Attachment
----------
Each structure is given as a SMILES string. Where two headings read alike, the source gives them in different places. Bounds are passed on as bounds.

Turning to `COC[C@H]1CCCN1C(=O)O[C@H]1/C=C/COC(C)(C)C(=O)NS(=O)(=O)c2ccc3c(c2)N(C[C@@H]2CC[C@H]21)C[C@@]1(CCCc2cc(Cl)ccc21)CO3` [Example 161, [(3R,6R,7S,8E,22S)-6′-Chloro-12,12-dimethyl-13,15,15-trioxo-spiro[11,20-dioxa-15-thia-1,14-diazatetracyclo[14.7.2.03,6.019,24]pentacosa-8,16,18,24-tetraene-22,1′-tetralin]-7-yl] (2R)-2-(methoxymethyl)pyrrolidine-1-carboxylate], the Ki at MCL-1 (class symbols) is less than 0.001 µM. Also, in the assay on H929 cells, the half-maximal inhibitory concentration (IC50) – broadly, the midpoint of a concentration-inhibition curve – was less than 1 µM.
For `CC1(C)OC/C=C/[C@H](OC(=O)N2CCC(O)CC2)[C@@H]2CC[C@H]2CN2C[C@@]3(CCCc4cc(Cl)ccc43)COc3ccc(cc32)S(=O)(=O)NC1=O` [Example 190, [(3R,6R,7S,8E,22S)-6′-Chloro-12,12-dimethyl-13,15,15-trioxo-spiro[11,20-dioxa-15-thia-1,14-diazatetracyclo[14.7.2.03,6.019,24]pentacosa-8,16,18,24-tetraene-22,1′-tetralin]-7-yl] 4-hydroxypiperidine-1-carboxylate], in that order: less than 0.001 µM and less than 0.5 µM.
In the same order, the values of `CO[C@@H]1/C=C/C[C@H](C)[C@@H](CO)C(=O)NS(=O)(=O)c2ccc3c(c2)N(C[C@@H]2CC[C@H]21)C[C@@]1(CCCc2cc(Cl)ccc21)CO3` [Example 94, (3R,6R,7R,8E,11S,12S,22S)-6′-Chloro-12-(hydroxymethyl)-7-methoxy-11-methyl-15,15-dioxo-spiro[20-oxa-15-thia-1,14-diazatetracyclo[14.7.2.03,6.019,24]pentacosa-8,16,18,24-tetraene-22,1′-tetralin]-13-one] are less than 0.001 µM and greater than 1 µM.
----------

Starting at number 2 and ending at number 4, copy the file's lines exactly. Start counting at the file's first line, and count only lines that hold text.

Turning to `COC[C@H]1CCCN1C(=O)O[C@H]1/C=C/COC(C)(C)C(=O)NS(=O)(=O)c2ccc3c(c2)N(C[C@@H]2CC[C@H]21)C[C@@]1(CCCc2cc(Cl)ccc21)CO3` [Example 161, [(3R,6R,7S,8E,22S)-6′-Chloro-12,12-dimethyl-13,15,15-trioxo-spiro[11,20-dioxa-15-thia-1,14-diazatetracyclo[14.7.2.03,6.019,24]pentacosa-8,16,18,24-tetraene-22,1′-tetralin]-7-yl] (2R)-2-(methoxymethyl)pyrrolidine-1-carboxylate], the Ki at MCL-1 (class symbols) is less than 0.001 µM. Also, in the assay on H929 cells, the half-maximal inhibitory concentration (IC50) – broadly, the midpoint of a concentration-inhibition curve – was less than 1 µM.
For `CC1(C)OC/C=C/[C@H](OC(=O)N2CCC(O)CC2)[C@@H]2CC[C@H]2CN2C[C@@]3(CCCc4cc(Cl)ccc43)COc3ccc(cc32)S(=O)(=O)NC1=O` [Example 190, [(3R,6R,7S,8E,22S)-6′-Chloro-12,12-dimethyl-13,15,15-trioxo-spiro[11,20-dioxa-15-thia-1,14-diazatetracyclo[14.7.2.03,6.019,24]pentacosa-8,16,18,24-tetraene-22,1′-tetralin]-7-yl] 4-hydroxypiperidine-1-carboxylate], in that order: less than 0.001 µM and less than 0.5 µM.
In the same order, the values of `CO[C@@H]1/C=C/C[C@H](C)[C@@H](CO)C(=O)NS(=O)(=O)c2ccc3c(c2)N(C[C@@H]2CC[C@H]21)C[C@@]1(CCCc2cc(Cl)ccc21)CO3` [Example 94, (3R,6R,7R,8E,11S,12S,22S)-6′-Chloro-12-(hydroxymethyl)-7-methoxy-11-methyl-15,15-dioxo-spiro[20-oxa-15-thia-1,14-diazatetracyclo[14.7.2.03,6.019,24]pentacosa-8,16,18,24-tetraene-22,1′-tetralin]-13-one] are less than 0.001 µM and greater than 1 µM.